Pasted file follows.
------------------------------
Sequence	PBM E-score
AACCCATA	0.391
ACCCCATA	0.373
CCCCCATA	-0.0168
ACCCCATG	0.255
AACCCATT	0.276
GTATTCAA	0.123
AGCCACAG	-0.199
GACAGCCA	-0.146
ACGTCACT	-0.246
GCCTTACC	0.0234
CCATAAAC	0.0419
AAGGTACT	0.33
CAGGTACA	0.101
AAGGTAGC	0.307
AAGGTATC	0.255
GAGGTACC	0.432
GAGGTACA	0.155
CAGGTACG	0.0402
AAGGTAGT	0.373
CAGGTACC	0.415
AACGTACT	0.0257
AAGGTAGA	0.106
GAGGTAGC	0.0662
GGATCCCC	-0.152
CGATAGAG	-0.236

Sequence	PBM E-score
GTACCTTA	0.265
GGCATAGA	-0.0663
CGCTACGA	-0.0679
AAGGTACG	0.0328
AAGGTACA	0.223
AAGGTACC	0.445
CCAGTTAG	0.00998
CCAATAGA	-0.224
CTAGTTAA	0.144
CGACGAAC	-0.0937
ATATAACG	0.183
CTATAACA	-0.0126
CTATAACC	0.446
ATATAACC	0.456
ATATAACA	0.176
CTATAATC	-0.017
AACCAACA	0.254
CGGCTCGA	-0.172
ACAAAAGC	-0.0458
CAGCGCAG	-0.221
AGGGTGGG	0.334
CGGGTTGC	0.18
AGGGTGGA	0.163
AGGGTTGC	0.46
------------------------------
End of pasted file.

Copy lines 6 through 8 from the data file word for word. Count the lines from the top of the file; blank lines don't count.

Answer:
AACCCATT	0.276
GTATTCAA	0.123
AGCCACAG	-0.199